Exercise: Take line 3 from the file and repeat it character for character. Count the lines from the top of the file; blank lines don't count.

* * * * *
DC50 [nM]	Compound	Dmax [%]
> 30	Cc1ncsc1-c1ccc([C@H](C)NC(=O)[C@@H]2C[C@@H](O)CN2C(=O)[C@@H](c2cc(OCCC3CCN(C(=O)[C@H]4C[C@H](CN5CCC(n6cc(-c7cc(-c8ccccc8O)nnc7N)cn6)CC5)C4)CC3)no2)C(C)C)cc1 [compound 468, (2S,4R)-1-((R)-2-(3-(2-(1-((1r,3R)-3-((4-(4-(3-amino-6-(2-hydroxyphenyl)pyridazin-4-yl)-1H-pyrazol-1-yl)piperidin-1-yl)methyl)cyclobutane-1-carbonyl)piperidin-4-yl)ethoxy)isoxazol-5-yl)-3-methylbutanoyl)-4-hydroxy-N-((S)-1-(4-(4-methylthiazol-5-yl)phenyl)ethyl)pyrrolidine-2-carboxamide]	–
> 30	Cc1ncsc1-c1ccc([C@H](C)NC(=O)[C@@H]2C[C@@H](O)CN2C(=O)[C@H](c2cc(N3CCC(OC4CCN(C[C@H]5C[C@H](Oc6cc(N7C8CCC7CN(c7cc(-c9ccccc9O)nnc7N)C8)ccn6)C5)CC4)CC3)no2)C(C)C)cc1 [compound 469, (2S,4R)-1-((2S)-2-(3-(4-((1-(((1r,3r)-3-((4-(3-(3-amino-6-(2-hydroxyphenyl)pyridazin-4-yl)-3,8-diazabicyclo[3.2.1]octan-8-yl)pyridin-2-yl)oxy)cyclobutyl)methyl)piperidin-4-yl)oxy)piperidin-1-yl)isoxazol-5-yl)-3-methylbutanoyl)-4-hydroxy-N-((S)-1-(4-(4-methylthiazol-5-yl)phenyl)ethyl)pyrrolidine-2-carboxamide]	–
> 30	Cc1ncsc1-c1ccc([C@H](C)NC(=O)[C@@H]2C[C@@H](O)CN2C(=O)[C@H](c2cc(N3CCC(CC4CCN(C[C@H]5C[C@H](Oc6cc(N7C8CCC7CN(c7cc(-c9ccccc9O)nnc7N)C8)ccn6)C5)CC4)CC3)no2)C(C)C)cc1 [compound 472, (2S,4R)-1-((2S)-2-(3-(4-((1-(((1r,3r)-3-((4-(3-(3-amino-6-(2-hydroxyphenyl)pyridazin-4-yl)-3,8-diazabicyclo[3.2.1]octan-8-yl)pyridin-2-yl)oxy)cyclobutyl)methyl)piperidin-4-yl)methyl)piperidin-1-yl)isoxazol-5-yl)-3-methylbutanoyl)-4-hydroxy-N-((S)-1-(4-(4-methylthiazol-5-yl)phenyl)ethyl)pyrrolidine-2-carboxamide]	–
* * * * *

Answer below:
> 30	Cc1ncsc1-c1ccc([C@H](C)NC(=O)[C@@H]2C[C@@H](O)CN2C(=O)[C@H](c2cc(N3CCC(OC4CCN(C[C@H]5C[C@H](Oc6cc(N7C8CCC7CN(c7cc(-c9ccccc9O)nnc7N)C8)ccn6)C5)CC4)CC3)no2)C(C)C)cc1 [compound 469, (2S,4R)-1-((2S)-2-(3-(4-((1-(((1r,3r)-3-((4-(3-(3-amino-6-(2-hydroxyphenyl)pyridazin-4-yl)-3,8-diazabicyclo[3.2.1]octan-8-yl)pyridin-2-yl)oxy)cyclobutyl)methyl)piperidin-4-yl)oxy)piperidin-1-yl)isoxazol-5-yl)-3-methylbutanoyl)-4-hydroxy-N-((S)-1-(4-(4-methylthiazol-5-yl)phenyl)ethyl)pyrrolidine-2-carboxamide]	–